- The Washington Times - Saturday, September 2, 2006

With the first reports of trouble at the World Trade Center, Americans began a process of remembering, recovering and trying to understand what can never be fully understood.

In that spirit, many TV networks will mark the fifth anniversary of September 11 with a wide range of programming looking back at that terrible day and the aftermath till now.

However, Ted Koppel will be looking resolutely ahead in a companion effort.

In his inaugural project for the Discovery Network, the former ABC Newsman will present a two-part program exploring the vexing, vital issue of national security in the future.

“The Price of Security,” airing Sept. 10 at 8 p.m., begins with a 90-minute documentary in which Mr. Koppel interviews current and former administration members as well as military and security experts to examine challenges still facing the government in its war on terrorism. Then Mr. Koppel will host a live 90-minute town-hall-style meeting with September 11 family members, civil libertarians, Bush administration officials and members of Congress.

How is national security to be balanced with the freedoms on which the nation was founded?

One side of the largely sidetracked debate holds that America would be altered forever by another September 11-scale attack and that no measures are too drastic to prevent a terrorist’s use of a weapon of mass destruction against the U.S. This fear has largely driven post-September 11 policy ? “the conviction of the president and his top aides that they are up against this existential threat and that they have to avoid it at all costs,” Mr. Koppel says.

On the other side, he says, are those who argue “that America is great because it hews to a set of standards and laws that, theoretically at least, apply equally to everyone. And that once you start to play around with that system, you undermine the very thing that makes us what we are.”

It could be a case of destroying America in order to save it, that argument might hold — “and in the long run,” Mr. Koppel adds, “more damaging to America than even another terrorist attack.”

The debate framed by Mr. Koppel’s program is one the nation “must have before the next terrorist attack happens,” he warns. “After it happens, it’ll be too late. There won’t be room in the conversation to have discussions about privacy and constitutional freedoms.”

Mr. Koppel’s forward-looking program is a worthy companion to many other hours of September 11-themed coverage (including numerous documentaries) across the networks — most of it dealing with the past and present. Here’s a sample:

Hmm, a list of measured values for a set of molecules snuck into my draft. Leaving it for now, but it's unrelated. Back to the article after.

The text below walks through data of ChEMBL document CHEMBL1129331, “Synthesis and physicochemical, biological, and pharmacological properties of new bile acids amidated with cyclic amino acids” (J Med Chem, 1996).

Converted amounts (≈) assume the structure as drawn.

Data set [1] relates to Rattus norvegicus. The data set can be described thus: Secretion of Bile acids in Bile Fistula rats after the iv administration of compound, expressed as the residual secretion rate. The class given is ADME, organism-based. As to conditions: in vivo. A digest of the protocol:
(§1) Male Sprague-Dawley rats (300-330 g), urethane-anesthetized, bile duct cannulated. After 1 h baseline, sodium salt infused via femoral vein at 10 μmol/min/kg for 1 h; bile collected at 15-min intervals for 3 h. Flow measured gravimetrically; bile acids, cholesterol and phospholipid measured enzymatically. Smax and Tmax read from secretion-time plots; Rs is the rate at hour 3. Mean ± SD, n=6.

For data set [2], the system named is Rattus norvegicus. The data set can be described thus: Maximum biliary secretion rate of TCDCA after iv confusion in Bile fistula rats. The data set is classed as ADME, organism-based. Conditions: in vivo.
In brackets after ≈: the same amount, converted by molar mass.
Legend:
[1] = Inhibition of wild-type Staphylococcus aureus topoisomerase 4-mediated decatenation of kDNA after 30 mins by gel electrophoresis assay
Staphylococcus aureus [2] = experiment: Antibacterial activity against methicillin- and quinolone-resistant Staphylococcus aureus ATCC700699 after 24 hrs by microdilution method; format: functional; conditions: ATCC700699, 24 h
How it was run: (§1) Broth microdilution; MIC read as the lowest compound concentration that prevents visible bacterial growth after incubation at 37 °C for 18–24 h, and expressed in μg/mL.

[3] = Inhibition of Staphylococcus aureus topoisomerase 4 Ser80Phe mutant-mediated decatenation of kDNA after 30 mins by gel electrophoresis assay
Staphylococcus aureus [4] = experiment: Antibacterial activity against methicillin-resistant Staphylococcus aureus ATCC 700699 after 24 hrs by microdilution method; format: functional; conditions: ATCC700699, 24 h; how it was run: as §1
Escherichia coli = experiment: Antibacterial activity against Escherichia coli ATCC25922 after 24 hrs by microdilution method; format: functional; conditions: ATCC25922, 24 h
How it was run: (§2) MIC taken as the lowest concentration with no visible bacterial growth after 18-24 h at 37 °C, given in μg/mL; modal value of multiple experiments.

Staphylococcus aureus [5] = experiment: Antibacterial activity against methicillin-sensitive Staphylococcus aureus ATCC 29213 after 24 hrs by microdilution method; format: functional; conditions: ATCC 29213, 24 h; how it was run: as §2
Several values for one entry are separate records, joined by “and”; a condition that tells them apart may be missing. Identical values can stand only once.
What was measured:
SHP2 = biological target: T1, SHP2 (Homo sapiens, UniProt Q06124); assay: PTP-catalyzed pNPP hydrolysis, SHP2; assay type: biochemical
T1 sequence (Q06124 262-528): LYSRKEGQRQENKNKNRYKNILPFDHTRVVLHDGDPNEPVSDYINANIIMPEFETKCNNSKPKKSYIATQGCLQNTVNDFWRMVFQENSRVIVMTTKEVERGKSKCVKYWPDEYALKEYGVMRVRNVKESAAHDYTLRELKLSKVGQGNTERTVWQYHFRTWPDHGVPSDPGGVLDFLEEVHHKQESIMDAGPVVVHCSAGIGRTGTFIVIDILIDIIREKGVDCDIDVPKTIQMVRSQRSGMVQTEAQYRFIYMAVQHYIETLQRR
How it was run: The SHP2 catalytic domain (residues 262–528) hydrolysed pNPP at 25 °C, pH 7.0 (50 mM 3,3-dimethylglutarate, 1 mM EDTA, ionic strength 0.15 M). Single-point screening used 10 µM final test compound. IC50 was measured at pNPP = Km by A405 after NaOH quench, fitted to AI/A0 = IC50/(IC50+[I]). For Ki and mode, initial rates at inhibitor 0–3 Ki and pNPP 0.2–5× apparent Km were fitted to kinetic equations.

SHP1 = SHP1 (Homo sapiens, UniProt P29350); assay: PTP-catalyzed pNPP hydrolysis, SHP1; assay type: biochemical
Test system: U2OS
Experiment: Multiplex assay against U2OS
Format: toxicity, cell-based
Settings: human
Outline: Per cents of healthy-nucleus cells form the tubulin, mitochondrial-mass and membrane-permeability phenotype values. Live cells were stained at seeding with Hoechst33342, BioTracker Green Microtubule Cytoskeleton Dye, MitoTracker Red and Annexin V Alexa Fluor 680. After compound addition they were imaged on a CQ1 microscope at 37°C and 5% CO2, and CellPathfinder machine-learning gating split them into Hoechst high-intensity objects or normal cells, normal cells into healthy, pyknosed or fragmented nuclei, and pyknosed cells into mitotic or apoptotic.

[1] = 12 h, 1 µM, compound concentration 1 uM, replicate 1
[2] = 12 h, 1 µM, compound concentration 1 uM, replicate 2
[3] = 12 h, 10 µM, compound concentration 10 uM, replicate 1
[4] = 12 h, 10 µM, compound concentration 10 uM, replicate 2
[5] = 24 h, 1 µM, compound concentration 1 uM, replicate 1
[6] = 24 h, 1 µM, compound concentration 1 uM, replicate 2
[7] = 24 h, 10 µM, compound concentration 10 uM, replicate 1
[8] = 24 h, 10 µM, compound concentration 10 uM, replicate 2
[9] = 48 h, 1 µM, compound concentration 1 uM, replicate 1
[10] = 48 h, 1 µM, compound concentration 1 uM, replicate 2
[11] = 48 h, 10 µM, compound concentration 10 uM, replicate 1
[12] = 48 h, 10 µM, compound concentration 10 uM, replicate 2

• “Inside the Twin Towers” (tonight at 9; Discovery) uses interviews, archival footage, computer-generated imagery and dramatic reactions to retrace the 102 minutes from 8:46 a.m., when Flight 11 hit the World Trade Center’s north tower, until the tower’s collapse.

• “NOVA: Building on Ground Zero” (Tuesday at 8 p.m.; PBS) probes the conclusions of the government’s engineering investigation into the towers’ collapse.

• “Metal of Honor” (Tuesday at 9 p.m.; Spike TV) chronicles the New York City ironworkers who risked their lives at ground zero to burn through steel to clear paths for emergency personnel while searching for survivors.

• “Five Years Later— How Safe Are We?” (Wednesday at 10 p.m.; CBS) marks the first prime-time special by new CBS News anchor Katie Couric, who is scheduled to interview President Bush.

• “Trapped in the Towers: The Elevators of 9/11” (Saturday at 8 p.m.; A&E;) hears from survivors who recount the horrors of being in the burning towers. Their testimony is supplemented by film footage, re-enactments and graphics.

• “Brothers Lost: Stories of 9/11” (September 11 at 7 p.m.; Cinemax) tells of 31 men who lost siblings in the World Trade Center attacks.

• “America Rebuilds II: Return to Ground Zero” (September 11 at 9 p.m.; PBS) picks up where Part I left off (at the May 2002 ceremony marking the end of the site recovery process), covering the uncertain efforts to begin new construction.

• “9/11: The Day That Changed America” (September 11 at 10 p.m.; MSNBC) finds Chris Matthews asking a number of prominent Americans — including former Secretary of State Colin Powell, Sen. Hillary Rodham Clinton and actor Samuel L. Jackson —to recall the moment when they heard the dreadful news.

• “Dust to Dust: The Health Effects of 9/11” (September 11 at 10 p.m.; Sundance) follows some of the first responders of 9/11 who have become seriously ill and are fighting for compensation.

• A very different sort of project is “The Path to 9/11” (September 10 and 11 at 8 p.m., ABC), a sorrowful but enlightening dramatization based on the 9/11 Commission Report. The five-hour miniseries turns back the clock to the 1993 bombing of the World Trade Center, then moves forward through the many missed opportunities to prevent the September 11 terrorism, with which the film concludes.

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